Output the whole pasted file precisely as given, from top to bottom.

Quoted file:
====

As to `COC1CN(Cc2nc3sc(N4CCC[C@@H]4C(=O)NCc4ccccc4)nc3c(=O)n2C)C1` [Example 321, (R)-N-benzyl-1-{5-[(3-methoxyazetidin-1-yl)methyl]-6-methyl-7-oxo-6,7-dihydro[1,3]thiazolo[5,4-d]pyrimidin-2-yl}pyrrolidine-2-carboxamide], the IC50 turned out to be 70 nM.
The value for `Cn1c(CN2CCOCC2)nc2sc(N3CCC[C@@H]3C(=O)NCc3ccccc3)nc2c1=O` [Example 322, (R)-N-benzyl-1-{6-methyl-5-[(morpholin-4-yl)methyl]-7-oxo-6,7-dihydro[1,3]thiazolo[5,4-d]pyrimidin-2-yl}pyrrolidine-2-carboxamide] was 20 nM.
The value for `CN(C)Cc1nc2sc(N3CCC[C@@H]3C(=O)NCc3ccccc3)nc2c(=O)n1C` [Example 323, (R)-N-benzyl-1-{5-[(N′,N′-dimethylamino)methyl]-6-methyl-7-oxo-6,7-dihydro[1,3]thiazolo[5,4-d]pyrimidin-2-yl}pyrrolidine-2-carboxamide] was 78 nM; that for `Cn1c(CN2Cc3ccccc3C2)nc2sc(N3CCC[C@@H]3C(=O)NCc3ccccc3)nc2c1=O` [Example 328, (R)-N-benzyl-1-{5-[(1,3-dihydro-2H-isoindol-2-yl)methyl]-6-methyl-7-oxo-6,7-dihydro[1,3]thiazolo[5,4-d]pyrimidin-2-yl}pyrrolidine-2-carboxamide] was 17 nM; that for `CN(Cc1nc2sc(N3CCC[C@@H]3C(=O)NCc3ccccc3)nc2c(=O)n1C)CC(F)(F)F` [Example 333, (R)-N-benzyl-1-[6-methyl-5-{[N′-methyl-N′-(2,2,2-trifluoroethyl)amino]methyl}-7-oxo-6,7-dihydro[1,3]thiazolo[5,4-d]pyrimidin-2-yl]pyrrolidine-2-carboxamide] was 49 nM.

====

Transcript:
As to `COC1CN(Cc2nc3sc(N4CCC[C@@H]4C(=O)NCc4ccccc4)nc3c(=O)n2C)C1` [Example 321, (R)-N-benzyl-1-{5-[(3-methoxyazetidin-1-yl)methyl]-6-methyl-7-oxo-6,7-dihydro[1,3]thiazolo[5,4-d]pyrimidin-2-yl}pyrrolidine-2-carboxamide], the IC50 turned out to be 70 nM.
The value for `Cn1c(CN2CCOCC2)nc2sc(N3CCC[C@@H]3C(=O)NCc3ccccc3)nc2c1=O` [Example 322, (R)-N-benzyl-1-{6-methyl-5-[(morpholin-4-yl)methyl]-7-oxo-6,7-dihydro[1,3]thiazolo[5,4-d]pyrimidin-2-yl}pyrrolidine-2-carboxamide] was 20 nM.
The value for `CN(C)Cc1nc2sc(N3CCC[C@@H]3C(=O)NCc3ccccc3)nc2c(=O)n1C` [Example 323, (R)-N-benzyl-1-{5-[(N′,N′-dimethylamino)methyl]-6-methyl-7-oxo-6,7-dihydro[1,3]thiazolo[5,4-d]pyrimidin-2-yl}pyrrolidine-2-carboxamide] was 78 nM; that for `Cn1c(CN2Cc3ccccc3C2)nc2sc(N3CCC[C@@H]3C(=O)NCc3ccccc3)nc2c1=O` [Example 328, (R)-N-benzyl-1-{5-[(1,3-dihydro-2H-isoindol-2-yl)methyl]-6-methyl-7-oxo-6,7-dihydro[1,3]thiazolo[5,4-d]pyrimidin-2-yl}pyrrolidine-2-carboxamide] was 17 nM; that for `CN(Cc1nc2sc(N3CCC[C@@H]3C(=O)NCc3ccccc3)nc2c(=O)n1C)CC(F)(F)F` [Example 333, (R)-N-benzyl-1-[6-methyl-5-{[N′-methyl-N′-(2,2,2-trifluoroethyl)amino]methyl}-7-oxo-6,7-dihydro[1,3]thiazolo[5,4-d]pyrimidin-2-yl]pyrrolidine-2-carboxamide] was 49 nM.